This semester, I again find myself teaching two surveys on early America (situated in both English and History Departments). Each semester, I try to mix up the program and reading list a bit to keep it interesting for myself, and this semester, I’m again surprised by students’ general interest coming into the courses and, by the end of the semester, my overall choices (and their reception). I always have the highest of hopes . . . thinking students will be surprised at what they find.
For example, I first taught James Fenimore Cooper’s Last of the Mohicans (1826) back in 2010, and, while I extended the discussion of the novel to three straight weeks, I ultimately felt really good about the results.
I haven’t had another class so enthusiastic about the work since this class, and so I’ve secretly vowed to myself that I’d continue teaching Cooper until I’ve found another class so invested. (I fear I might have to break my vow before this magical moment happens again!)
From the literary side of things, there have been some great surprises and successes, including Robert Montgomery Bird’s Sheppard Lee: Written By Himself. On the history side, as I’ve shared in previous posts, the video-making have seemed to strike a chord with a good number of students.
This semester, I found myself in a strange state of confusion one week over the name John Trumbull. In both classes, I had to take a moment and check in on my notes or slides to remind myself when and where I was teaching.
The confusion was simple: These two men–cousins, with the same name, born in Connecticut just six years apart–both contributed to the American Revolution. Attack of the Trumbulls. The painter and the poet.
(June 6, 1756 – November 10, 1843)
The more famous–or more often remembered or visible–of the two Trumbulls, John Trumbull has been called “the Painter of the Revolution.” A graduate of Harvard College, during the American Revolution, he served as an aide to both Gen. Horatio Gates and George Washington. He witnessed the Battle of Bunker Hill, which was a scene later portrayed in one of his works. In 1780, he was captured and arrested by the British army and served seven months in a London prison.
Following the war, Trumbull returned to the U.S. and, in the mid-1780s, visited both Britain and France where worked on the majority of his paintings. Many of those related to the Revolution, including The Declaration of Independence and Surrender of General Burgoyne were purchased by the U.S. Congress. His famous portraits include subjects like George Washington, Alexander Hamilton, and John Jay.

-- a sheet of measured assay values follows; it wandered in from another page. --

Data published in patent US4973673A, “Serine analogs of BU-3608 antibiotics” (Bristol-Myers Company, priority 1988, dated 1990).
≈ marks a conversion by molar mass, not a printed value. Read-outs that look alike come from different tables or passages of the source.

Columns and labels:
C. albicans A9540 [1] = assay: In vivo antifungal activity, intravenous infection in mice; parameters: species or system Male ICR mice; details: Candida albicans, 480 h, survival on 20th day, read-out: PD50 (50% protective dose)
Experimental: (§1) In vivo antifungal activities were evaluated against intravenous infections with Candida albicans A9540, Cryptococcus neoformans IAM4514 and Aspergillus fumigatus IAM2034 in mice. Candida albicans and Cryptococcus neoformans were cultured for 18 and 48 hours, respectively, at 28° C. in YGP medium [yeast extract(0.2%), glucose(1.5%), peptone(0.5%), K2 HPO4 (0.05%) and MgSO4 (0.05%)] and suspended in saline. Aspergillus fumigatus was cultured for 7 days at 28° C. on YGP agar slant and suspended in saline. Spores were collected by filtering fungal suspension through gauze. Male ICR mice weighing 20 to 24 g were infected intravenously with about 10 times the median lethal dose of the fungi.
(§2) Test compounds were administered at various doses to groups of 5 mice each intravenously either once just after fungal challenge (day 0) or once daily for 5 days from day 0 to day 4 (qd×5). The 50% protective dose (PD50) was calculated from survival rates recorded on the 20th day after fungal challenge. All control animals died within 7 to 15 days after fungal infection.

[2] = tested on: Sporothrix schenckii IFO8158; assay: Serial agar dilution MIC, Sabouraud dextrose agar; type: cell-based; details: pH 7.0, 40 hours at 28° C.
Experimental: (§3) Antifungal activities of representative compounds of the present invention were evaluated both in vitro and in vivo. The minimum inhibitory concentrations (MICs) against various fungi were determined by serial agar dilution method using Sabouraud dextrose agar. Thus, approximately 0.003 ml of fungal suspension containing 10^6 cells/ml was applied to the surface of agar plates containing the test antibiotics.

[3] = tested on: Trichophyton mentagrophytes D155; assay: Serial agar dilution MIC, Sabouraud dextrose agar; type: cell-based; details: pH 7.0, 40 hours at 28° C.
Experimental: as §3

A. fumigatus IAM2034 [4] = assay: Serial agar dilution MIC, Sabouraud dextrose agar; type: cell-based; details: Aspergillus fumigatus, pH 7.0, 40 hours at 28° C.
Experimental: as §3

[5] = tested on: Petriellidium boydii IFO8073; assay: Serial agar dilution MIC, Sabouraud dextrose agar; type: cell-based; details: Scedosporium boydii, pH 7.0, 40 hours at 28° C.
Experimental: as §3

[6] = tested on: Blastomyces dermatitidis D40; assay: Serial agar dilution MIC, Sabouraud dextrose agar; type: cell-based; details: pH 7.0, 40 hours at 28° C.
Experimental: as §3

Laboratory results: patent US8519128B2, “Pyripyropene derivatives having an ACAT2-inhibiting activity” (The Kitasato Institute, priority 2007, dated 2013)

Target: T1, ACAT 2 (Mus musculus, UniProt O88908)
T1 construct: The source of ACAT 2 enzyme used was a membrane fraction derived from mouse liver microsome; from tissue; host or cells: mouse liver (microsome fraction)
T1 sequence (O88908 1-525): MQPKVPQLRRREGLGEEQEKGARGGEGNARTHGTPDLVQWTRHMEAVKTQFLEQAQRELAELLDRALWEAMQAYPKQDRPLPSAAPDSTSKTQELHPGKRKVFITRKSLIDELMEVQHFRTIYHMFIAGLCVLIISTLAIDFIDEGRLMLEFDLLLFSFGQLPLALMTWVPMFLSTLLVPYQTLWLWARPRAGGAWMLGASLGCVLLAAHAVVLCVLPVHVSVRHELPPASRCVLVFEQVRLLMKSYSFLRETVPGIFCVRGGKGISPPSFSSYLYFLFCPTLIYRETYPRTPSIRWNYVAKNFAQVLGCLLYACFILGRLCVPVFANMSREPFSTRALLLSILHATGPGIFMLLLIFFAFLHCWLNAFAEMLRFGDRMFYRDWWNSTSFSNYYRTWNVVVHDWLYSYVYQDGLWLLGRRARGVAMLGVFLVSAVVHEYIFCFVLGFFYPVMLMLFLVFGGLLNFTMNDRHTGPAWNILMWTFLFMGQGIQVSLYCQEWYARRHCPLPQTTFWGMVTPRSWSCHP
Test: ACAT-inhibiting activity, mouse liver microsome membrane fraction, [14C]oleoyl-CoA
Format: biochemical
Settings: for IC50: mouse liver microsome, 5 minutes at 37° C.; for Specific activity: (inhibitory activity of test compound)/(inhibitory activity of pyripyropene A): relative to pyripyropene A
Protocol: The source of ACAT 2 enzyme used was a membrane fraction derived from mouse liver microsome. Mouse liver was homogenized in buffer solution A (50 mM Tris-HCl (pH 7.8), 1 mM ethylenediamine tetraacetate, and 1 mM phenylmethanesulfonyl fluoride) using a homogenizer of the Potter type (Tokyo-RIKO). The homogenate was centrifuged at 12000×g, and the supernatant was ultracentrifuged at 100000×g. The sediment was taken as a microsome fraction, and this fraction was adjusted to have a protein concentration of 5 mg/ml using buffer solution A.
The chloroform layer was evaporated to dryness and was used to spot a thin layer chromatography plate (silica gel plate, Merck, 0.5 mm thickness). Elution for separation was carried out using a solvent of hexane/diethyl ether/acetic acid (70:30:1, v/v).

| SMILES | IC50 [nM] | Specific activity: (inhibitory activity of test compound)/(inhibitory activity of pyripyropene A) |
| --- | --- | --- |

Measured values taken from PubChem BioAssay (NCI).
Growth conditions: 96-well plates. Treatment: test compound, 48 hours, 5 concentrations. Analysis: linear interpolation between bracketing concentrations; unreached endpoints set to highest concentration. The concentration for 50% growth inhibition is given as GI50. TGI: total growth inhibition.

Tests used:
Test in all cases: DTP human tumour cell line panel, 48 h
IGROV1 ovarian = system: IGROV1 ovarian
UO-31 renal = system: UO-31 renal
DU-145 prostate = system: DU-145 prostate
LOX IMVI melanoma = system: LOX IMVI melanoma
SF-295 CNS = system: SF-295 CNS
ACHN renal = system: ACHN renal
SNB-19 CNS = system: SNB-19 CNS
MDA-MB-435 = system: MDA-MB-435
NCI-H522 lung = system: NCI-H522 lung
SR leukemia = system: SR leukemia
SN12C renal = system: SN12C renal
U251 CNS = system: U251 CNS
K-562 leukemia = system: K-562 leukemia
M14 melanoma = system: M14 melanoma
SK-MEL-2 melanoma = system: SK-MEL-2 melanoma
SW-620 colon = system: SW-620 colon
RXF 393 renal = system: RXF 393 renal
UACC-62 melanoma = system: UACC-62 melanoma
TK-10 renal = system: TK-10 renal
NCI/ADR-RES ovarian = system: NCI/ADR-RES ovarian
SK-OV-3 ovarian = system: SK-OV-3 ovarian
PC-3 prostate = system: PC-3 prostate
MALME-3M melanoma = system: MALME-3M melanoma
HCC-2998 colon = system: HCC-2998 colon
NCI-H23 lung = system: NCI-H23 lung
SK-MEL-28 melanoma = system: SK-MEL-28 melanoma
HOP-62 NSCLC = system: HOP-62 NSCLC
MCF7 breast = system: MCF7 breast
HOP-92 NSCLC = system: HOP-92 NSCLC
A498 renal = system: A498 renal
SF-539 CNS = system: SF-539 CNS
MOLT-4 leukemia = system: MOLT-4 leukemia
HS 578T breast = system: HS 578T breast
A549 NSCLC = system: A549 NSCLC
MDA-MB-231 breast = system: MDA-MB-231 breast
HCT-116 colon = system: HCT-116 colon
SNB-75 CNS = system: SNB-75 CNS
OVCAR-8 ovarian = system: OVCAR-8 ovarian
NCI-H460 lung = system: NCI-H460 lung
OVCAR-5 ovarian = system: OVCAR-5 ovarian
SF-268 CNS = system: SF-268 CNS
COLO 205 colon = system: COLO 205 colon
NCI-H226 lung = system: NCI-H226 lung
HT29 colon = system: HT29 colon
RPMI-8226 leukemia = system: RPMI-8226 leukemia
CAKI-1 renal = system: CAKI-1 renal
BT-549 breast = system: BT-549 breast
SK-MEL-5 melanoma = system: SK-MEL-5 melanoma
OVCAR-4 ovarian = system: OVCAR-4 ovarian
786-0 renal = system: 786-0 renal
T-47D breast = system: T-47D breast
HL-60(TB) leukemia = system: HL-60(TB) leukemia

(April 24, 1750 – May 11, 1831)
Trumbull, the poet, studied law at Yale. While still a student, he contributed a number of essays to newspaper in Massachusetts and Connecticut, most famously a set of ten articles published by The Boston Chronicle in 1769-70, under the name “The Meddler”.
Just prior to the Revolution, Trumbull published The Progress of Dulness (1773), a satirical poem attacking the Tom (Brainless), Dick (Hairbrain), and Harriet ‘s (Simper) youth as fops and coquettes and college curricula as archaic and inadequate. Reviewing this text, the poem is much more readable than the more popular M’Fingal (and might be a work I assign in future semesters).
M’Fingal, a mock epic canto, was published in 1776. The poem went through over thirty editions through the next few decades and is by far Trumbull’s most popular work (though from my estimate not widely taught in recent decades either). One nineteenth-century critic said that it “penetrated into every farm-house and sent the rustic volunteers laughing into the ranks of Washington and Greene.” It’s references to the Bible, Homer, and Milton are often lost on students today, although the parent-child metaphor it maintains is one that could connect it to other writings. It presents an interesting, and humorous, take on the debates and discriminations between Whigs and Tories, as the narrative follows the misadventures of its eponymous hero as he tries to sway New Englanders to the Loyalist position. For Trumbull, both sides are dull, long-winded, and superficial. Trumbull is best positioned amongst the poets and satirists of the Revolutionary writers, including the “Hartford Wits,” David Humphreys, Joel Barlow, and Lemuel Hopkins.